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Last reviewed on 29 March
Here are some answers to questions you may have about the government's four-step plan to ease lockdown restrictions, which began on 8 March.
Otherwise, we await the next step of the government's roadmap (12 April) meaning:
Read the full roadmap on the government website.
Stay two metres apart from anyone not in your household.
People should only come inside your home for specific purposes:
As of 29 March, the stay at home rule has ended but people should stay local as much as possible – meaning avoiding travelling outside of your village, town or the part of a city where you live – and look to reduce the number of journeys you make overall. You should also work from home where possible.
There continue to be restrictions on international travel. Holidays are not a permitted reason to travel. Those seeking to leave the UK must complete an outbound declaration of travel form ahead of departure.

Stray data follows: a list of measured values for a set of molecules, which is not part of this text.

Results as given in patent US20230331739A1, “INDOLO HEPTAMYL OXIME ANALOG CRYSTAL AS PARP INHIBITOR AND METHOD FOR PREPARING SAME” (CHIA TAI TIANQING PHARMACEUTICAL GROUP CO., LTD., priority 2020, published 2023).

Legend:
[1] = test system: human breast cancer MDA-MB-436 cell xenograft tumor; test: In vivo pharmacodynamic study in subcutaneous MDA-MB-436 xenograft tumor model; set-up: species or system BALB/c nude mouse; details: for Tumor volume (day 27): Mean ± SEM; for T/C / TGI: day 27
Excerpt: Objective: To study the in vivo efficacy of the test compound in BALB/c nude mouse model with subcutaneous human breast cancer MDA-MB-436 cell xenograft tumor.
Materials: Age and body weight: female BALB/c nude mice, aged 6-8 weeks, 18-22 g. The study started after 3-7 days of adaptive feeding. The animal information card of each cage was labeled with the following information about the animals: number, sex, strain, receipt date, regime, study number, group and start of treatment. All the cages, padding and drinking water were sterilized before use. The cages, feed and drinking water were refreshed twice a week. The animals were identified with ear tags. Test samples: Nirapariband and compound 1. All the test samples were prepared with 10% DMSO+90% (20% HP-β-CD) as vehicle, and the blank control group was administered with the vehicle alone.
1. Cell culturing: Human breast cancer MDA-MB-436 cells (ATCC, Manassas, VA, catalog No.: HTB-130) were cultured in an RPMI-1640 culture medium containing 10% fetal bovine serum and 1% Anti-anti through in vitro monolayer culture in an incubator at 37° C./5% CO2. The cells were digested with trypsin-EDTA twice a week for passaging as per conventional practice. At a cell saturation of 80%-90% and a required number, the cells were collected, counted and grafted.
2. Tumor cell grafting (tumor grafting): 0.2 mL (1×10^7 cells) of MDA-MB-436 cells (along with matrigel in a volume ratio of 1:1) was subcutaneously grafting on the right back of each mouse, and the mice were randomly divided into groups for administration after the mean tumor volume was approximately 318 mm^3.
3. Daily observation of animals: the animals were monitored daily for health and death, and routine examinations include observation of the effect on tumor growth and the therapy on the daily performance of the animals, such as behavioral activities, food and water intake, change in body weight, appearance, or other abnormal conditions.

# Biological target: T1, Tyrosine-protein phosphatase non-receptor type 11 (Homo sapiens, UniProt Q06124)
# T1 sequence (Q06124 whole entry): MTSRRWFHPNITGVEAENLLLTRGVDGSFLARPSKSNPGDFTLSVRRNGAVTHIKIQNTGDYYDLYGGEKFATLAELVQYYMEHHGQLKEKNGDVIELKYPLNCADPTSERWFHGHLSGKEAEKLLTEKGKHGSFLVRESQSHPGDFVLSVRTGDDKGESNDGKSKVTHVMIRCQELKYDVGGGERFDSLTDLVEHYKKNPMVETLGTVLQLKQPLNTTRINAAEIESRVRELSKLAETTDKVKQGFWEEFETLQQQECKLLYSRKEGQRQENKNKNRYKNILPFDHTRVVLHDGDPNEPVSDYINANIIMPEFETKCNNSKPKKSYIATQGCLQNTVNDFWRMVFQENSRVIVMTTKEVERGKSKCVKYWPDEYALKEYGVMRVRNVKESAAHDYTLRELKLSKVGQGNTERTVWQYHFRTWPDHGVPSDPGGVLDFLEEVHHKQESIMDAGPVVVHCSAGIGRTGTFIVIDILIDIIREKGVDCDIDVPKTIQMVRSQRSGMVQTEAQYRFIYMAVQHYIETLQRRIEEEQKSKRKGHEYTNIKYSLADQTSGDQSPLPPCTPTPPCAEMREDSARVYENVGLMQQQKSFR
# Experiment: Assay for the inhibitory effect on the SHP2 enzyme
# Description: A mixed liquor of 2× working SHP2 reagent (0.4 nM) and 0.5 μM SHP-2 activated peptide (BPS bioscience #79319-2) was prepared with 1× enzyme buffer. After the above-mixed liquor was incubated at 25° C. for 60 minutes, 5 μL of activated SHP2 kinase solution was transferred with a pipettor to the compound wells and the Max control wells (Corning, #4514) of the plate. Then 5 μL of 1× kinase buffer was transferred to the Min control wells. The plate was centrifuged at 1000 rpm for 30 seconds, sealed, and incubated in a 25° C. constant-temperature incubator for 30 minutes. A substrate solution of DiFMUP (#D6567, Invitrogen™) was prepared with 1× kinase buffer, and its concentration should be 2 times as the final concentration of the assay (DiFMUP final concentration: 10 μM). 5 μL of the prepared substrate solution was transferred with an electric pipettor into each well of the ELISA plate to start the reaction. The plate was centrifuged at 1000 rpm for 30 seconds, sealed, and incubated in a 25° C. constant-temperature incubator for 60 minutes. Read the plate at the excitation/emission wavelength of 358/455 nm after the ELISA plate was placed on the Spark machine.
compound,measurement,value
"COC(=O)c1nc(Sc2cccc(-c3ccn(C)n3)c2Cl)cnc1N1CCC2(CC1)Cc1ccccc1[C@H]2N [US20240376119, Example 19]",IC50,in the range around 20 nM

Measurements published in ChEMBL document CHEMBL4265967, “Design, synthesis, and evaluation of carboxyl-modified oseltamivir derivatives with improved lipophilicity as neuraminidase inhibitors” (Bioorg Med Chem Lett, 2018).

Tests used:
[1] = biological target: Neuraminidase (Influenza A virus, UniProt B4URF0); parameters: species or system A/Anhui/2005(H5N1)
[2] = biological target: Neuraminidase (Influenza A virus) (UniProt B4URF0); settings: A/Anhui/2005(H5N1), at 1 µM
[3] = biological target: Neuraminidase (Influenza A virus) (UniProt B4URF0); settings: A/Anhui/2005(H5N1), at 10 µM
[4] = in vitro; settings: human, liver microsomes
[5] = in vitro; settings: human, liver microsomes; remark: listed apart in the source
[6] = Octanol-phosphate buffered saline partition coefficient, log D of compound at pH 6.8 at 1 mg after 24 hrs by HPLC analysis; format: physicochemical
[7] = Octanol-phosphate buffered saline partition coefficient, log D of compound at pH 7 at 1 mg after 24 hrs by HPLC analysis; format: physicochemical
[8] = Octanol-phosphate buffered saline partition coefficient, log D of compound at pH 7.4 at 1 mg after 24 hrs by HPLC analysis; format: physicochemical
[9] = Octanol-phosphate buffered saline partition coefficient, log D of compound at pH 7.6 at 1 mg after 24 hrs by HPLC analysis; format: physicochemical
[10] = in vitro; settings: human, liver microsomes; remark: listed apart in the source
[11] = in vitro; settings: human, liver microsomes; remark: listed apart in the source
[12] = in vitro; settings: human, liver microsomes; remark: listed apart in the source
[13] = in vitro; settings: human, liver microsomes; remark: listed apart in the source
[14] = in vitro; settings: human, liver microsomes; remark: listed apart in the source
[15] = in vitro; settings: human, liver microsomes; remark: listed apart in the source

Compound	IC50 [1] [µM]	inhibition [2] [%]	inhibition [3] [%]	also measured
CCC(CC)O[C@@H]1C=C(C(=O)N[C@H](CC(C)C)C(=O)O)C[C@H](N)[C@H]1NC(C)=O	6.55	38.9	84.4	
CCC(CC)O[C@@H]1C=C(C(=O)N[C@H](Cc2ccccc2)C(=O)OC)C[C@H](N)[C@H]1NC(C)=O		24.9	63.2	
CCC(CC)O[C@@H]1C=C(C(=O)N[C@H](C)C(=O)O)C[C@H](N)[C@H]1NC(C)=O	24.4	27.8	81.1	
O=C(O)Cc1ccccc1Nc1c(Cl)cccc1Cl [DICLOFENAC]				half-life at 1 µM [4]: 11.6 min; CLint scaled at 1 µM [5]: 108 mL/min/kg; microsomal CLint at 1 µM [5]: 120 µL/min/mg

Reasons to leave your home and area include, but are not limited to:
You should follow all relevant transport guidance when making a journey on public transport. Try to plan your journey to avoid peak times wherever possible.
You will be breaking the law if you fail to do so and could be fined. Some people do not have to wear a face covering including for age, health or disability reasons.
You cannot leave your home or the place where you are living for holidays or overnight stays unless you have a reasonable excuse for doing so. This means that holidays in the UK and abroad are not allowed.
This includes staying in a second home or caravan, if that is not your primary residence. This also includes staying with anyone who you don’t live with unless they’re in your support bubble.
You are allowed to stay overnight away from your home if you:
The next step of the government's roadmap (12 April) will allow UK overnight stays away from home, in self-contained accommodation.
As of 29 March, you are allowed to meet outside, either with one other household or within the 'rule of six', including in parks and private gardens. Outdoor sport facilities have also reopened.
You should continue to work from home unless you cannot reasonably do so.
Where people cannot work from home – for example, infrastructure, construction or manufacturing – they should continue to travel to their workplace.
Public sector employees working in essential services, including education settings, should continue to go into work where necessary.